Meet Mr. Tony Ressler. Those who know him, probably would acknowledge him as the principal owner of the Atlanta Hawks. Or maybe they know him as the 400th wealthiest man in the world, and the husband of Hollywood star and powerhouse Ms. Jami Gertz.
As one who gives back, I have seen him write a check to Operation HOPE, and to the Russell Center for Innovation & Entrepreneurship, and to educational institutions focused on the black community in particular, and underserved communities in general. He and others inspired me to found Financial Literacy 4 All (FL4A), our movement to embed financial literacy into the heart of business in this country, and to make financial literacy the civil rights issue of this generation, in addition of course to the re-affirmation of the right to vote.
I have seen Tony’s heart, time and time again. But I am equally as impressed with his head. How he thinks. And what he does, when he thinks. How he moves through the world.
I know Tony Ressler to be what I would call, ‘a fair minded capitalist.’ Fair, balanced, equatable and open. And leaned into social justice, as is possible, in and through the lens of business. Just the kind of leader the world needs in the era of Silver Rights.
Now, as compassionate and reasoned as all of this sounds, this description is not to be confused with someone using sympathy in the place of a rational business plan. Tony Ressler needs you to make sense when you talk to him. He needs to be assured that he’s not throwing good money after bad, or simply just flushing capital down the toilet. Or worse, waisting his time. There is a place for charity, he would say, but in the middle of a serious business deal, is not that place. With these ground rules in place, Tony is all in.
Do what you will with ‘your profits,’ he would say, but let’s make sure we ‘make some (profits) first.’ But the point here is this ~ you can at least reach Tony. He is accessible, and he is interested. And when it comes to advancing the prospects of and for the nation’s underserved, he is all about that. Passionate about it, even.
Tony and I have spoken of an additional, new type of social justice in the 21st century. He would describe it as ‘massive education, access to low cost good credit, access to real investment capital, and access to opportunities — at scale.’ I would describe it as ‘social justice through an economic lens,’ but we are both saying the exact same thing. The new color is green.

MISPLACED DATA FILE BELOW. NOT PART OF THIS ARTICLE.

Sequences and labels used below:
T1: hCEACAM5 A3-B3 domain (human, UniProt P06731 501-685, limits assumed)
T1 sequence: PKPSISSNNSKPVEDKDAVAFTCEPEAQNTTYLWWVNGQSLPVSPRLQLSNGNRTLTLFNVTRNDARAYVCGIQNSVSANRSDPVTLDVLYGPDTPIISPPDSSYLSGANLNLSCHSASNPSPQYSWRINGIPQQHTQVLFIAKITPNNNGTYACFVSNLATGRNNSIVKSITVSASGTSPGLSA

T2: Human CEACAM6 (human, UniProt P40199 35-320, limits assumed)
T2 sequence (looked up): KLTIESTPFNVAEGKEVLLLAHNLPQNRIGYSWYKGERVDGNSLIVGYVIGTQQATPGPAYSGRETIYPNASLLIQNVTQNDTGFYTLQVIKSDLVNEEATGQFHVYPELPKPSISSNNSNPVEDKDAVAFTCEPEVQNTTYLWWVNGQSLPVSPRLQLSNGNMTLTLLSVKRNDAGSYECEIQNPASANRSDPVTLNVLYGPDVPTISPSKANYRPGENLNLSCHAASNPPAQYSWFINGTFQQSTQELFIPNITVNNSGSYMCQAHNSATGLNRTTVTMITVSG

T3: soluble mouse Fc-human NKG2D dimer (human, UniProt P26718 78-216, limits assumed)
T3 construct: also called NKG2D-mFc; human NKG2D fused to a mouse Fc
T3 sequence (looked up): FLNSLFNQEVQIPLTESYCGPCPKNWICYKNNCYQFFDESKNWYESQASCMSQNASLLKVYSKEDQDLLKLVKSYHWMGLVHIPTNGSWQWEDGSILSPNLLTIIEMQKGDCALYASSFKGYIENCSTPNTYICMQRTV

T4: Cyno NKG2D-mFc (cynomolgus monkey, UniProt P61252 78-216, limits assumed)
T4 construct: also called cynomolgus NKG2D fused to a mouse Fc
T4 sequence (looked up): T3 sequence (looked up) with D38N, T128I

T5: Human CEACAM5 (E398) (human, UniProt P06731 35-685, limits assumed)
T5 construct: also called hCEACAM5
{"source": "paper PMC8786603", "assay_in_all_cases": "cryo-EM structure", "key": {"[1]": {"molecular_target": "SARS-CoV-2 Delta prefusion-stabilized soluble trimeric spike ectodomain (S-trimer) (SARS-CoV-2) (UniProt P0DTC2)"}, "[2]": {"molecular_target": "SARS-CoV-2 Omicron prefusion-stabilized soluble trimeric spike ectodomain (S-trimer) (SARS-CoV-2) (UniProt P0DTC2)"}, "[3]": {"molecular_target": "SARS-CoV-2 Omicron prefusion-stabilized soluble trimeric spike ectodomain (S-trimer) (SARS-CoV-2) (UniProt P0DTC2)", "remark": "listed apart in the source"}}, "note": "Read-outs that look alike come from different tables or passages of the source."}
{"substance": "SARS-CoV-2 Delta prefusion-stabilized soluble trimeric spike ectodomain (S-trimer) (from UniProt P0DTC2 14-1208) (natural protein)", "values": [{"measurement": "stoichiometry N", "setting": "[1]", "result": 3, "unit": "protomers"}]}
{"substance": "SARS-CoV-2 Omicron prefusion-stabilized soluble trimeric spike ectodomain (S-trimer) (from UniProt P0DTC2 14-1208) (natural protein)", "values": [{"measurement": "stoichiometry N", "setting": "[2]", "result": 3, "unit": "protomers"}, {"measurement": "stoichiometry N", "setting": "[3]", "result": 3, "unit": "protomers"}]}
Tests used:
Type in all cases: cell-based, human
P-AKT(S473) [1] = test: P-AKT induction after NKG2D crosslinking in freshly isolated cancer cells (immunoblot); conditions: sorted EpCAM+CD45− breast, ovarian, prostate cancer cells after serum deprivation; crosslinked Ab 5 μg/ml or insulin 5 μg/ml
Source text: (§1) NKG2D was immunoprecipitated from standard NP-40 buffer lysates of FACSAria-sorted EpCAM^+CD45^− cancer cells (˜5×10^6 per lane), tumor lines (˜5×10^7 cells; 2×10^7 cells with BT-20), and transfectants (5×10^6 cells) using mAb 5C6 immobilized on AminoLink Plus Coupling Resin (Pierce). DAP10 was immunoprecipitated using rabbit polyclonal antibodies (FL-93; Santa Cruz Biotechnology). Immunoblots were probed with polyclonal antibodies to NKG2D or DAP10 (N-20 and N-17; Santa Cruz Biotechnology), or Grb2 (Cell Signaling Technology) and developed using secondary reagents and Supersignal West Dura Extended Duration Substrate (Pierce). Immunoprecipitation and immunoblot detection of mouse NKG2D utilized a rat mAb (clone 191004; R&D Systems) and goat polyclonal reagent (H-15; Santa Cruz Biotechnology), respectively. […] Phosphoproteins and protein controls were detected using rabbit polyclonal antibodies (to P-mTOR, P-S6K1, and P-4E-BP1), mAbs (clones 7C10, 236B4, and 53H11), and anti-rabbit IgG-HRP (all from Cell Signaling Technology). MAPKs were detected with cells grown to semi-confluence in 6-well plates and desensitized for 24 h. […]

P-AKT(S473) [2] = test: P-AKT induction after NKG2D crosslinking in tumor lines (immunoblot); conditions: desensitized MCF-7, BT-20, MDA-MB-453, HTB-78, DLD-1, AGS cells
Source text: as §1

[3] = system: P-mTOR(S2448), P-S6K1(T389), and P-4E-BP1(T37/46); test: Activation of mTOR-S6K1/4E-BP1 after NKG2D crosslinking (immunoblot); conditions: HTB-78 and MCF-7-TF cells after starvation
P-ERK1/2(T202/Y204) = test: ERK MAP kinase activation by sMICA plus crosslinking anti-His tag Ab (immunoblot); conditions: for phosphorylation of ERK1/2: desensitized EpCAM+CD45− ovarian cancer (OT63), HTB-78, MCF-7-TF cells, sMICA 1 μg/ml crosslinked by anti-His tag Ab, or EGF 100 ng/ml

And Tony Ressler does much more than talk and listen. When he thinks something makes sense, he acts. And I have seen him write the business check, too.
I don’t have the liberty to share what he has done with and for other Black entrepreneurs and Black business people, but I can briefly share what he has done for me. He saw something and someone he believed in, and he backed that person’s idea with capital, and his own credibility. That for me, was the beginning of a dream called The Promise Homes Company.
It began as a simple idea, in June, 2017, and with a lot of hustle and hard work, four years later it emerged as the largest minority controlled owner of single family rental homes in America. And it’s still growing. In December, 2021, The Promise Homes Company was responsible for the largest capital access raise for a Black business in a decade, according to Black Enterprise. And yes, we secured the second substantial 200M capital raise on our own energy, but I was only able to secure that first founding capital raise – the one that founded the company – because Tony Ressler and Michael Arougheti decided to believe in me. And back it with their own check.
This is Black History Month, and rightfully so, we have been shining a light on the many accomplishments of noted and noteworthy African-American leaders, all month long in February, 2022. This should continue unabated.
But there are also leaders, who helped to make it possible, for leaders in development to show, shine, perform and grow. These ‘other leaders,’ have been been around us, since the beginning of time really. They often are not household names, and more often than not do not require attention or public acclaim; but this should not be confused with the substance of the leader themselves, nor their contribution.
As relates to the Black American experience, some of these same leaders were yes, white, and they were right there in the trenches of that day, with the founders of the NAACP, and the National Urban League, as but two examples, more than 100 years ago.
There were also white and Jewish leaders, supporting the righteous cause fo the American Civil Rights Movement of the 1960s. Supporting my personal hero, civil rights icon Ambassador Andrew J. Young, and his friend Dr. Martin Luther King, Jr.
And there is a new bread fo these leaders, here with us today, in this era of what I call the 3rd Reconstruction (circa 2020-2030), and they are providing resources, thought leadership, and taking on propositional risk, as part of a new movement to advance what I refer to as ‘social justice through an economic lens.’
One such leader, is a dear friend of mine, who goes by the name of Tony Ressler.
Sometimes your Black History Month heroes – aren’t Black. Mr. Tony Ressler is just one of those kind of people.
John Hope Bryant. Entrepreneur.